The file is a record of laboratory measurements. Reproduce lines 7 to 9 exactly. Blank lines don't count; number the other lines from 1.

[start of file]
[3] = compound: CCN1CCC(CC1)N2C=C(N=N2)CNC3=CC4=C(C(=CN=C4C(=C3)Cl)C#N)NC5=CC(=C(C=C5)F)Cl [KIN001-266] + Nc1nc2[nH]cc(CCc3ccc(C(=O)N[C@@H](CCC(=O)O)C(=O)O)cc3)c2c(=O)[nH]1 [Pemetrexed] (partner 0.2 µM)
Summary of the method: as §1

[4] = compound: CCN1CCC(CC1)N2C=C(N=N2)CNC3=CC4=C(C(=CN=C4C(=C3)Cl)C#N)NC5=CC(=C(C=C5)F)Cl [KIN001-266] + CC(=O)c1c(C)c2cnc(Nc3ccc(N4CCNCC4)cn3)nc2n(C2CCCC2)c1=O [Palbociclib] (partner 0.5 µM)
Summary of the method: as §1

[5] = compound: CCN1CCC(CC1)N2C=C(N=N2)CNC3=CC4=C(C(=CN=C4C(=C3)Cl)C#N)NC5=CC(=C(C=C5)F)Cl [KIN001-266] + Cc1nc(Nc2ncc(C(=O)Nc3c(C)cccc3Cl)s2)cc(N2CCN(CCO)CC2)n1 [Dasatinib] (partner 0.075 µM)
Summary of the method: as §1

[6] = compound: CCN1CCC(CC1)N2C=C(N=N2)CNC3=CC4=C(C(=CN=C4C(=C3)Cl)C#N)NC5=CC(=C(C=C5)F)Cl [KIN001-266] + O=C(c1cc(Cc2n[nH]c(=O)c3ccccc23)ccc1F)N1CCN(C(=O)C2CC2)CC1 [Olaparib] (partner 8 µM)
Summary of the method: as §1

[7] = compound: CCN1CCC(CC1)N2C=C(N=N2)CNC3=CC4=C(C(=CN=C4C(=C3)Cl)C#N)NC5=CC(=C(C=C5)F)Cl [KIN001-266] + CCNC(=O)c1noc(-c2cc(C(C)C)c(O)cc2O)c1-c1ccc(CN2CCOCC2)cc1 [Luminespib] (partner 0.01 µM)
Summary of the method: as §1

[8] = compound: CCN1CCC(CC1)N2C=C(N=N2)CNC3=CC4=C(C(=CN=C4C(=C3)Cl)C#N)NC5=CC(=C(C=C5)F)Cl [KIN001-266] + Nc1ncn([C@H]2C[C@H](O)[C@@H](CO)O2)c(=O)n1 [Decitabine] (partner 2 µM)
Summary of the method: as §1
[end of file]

[6] = compound: CCN1CCC(CC1)N2C=C(N=N2)CNC3=CC4=C(C(=CN=C4C(=C3)Cl)C#N)NC5=CC(=C(C=C5)F)Cl [KIN001-266] + O=C(c1cc(Cc2n[nH]c(=O)c3ccccc23)ccc1F)N1CCN(C(=O)C2CC2)CC1 [Olaparib] (partner 8 µM)
Summary of the method: as §1

[7] = compound: CCN1CCC(CC1)N2C=C(N=N2)CNC3=CC4=C(C(=CN=C4C(=C3)Cl)C#N)NC5=CC(=C(C=C5)F)Cl [KIN001-266] + CCNC(=O)c1noc(-c2cc(C(C)C)c(O)cc2O)c1-c1ccc(CN2CCOCC2)cc1 [Luminespib] (partner 0.01 µM)